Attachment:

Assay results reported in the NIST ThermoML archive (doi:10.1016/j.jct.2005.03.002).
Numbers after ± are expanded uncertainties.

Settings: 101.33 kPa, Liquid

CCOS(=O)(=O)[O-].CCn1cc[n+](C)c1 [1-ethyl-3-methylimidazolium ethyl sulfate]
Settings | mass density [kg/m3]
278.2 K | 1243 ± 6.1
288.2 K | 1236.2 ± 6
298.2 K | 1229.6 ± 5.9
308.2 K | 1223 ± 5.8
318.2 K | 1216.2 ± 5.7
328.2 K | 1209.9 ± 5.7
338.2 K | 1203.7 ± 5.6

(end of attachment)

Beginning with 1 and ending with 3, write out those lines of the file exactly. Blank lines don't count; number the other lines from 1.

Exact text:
Assay results reported in the NIST ThermoML archive (doi:10.1016/j.jct.2005.03.002).
Numbers after ± are expanded uncertainties.

Settings: 101.33 kPa, Liquid